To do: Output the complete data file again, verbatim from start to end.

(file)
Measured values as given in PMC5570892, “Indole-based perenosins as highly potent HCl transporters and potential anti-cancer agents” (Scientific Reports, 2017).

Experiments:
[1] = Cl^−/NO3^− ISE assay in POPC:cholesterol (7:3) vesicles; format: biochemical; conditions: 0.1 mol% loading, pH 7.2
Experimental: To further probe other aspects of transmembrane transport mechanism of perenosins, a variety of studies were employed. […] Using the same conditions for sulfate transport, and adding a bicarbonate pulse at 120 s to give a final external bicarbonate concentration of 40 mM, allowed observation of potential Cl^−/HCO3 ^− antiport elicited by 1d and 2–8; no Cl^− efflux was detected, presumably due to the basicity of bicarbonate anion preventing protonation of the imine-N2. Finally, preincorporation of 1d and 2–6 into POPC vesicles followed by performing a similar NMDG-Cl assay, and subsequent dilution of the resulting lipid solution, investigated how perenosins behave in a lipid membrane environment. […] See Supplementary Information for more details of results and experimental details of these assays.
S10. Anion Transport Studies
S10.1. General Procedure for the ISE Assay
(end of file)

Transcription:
Measured values as given in PMC5570892, “Indole-based perenosins as highly potent HCl transporters and potential anti-cancer agents” (Scientific Reports, 2017).

Experiments:
[1] = Cl^−/NO3^− ISE assay in POPC:cholesterol (7:3) vesicles; format: biochemical; conditions: 0.1 mol% loading, pH 7.2
Experimental: To further probe other aspects of transmembrane transport mechanism of perenosins, a variety of studies were employed. […] Using the same conditions for sulfate transport, and adding a bicarbonate pulse at 120 s to give a final external bicarbonate concentration of 40 mM, allowed observation of potential Cl^−/HCO3 ^− antiport elicited by 1d and 2–8; no Cl^− efflux was detected, presumably due to the basicity of bicarbonate anion preventing protonation of the imine-N2. Finally, preincorporation of 1d and 2–6 into POPC vesicles followed by performing a similar NMDG-Cl assay, and subsequent dilution of the resulting lipid solution, investigated how perenosins behave in a lipid membrane environment. […] See Supplementary Information for more details of results and experimental details of these assays.
S10. Anion Transport Studies
S10.1. General Procedure for the ISE Assay